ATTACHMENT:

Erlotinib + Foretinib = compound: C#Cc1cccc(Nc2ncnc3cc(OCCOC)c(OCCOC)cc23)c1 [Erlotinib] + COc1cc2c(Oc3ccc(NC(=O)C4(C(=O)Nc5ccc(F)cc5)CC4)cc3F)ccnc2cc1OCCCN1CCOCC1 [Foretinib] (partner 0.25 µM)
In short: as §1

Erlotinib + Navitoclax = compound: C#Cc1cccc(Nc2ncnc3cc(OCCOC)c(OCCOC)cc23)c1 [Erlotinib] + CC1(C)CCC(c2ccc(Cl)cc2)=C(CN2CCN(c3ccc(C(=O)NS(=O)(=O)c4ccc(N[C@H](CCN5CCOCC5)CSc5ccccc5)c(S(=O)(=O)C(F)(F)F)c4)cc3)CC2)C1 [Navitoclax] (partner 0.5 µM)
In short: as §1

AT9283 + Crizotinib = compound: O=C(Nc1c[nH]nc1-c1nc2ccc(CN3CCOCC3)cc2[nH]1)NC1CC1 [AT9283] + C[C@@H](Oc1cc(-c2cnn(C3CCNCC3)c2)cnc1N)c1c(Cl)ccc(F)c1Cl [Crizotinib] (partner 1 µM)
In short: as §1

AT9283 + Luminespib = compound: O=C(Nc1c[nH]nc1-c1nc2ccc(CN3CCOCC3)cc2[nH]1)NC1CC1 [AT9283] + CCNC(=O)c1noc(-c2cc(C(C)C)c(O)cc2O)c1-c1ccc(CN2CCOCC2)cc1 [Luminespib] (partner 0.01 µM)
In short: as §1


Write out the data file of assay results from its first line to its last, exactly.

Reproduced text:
Erlotinib + Foretinib = compound: C#Cc1cccc(Nc2ncnc3cc(OCCOC)c(OCCOC)cc23)c1 [Erlotinib] + COc1cc2c(Oc3ccc(NC(=O)C4(C(=O)Nc5ccc(F)cc5)CC4)cc3F)ccnc2cc1OCCCN1CCOCC1 [Foretinib] (partner 0.25 µM)
In short: as §1

Erlotinib + Navitoclax = compound: C#Cc1cccc(Nc2ncnc3cc(OCCOC)c(OCCOC)cc23)c1 [Erlotinib] + CC1(C)CCC(c2ccc(Cl)cc2)=C(CN2CCN(c3ccc(C(=O)NS(=O)(=O)c4ccc(N[C@H](CCN5CCOCC5)CSc5ccccc5)c(S(=O)(=O)C(F)(F)F)c4)cc3)CC2)C1 [Navitoclax] (partner 0.5 µM)
In short: as §1

AT9283 + Crizotinib = compound: O=C(Nc1c[nH]nc1-c1nc2ccc(CN3CCOCC3)cc2[nH]1)NC1CC1 [AT9283] + C[C@@H](Oc1cc(-c2cnn(C3CCNCC3)c2)cnc1N)c1c(Cl)ccc(F)c1Cl [Crizotinib] (partner 1 µM)
In short: as §1

AT9283 + Luminespib = compound: O=C(Nc1c[nH]nc1-c1nc2ccc(CN3CCOCC3)cc2[nH]1)NC1CC1 [AT9283] + CCNC(=O)c1noc(-c2cc(C(C)C)c(O)cc2O)c1-c1ccc(CN2CCOCC2)cc1 [Luminespib] (partner 0.01 µM)
In short: as §1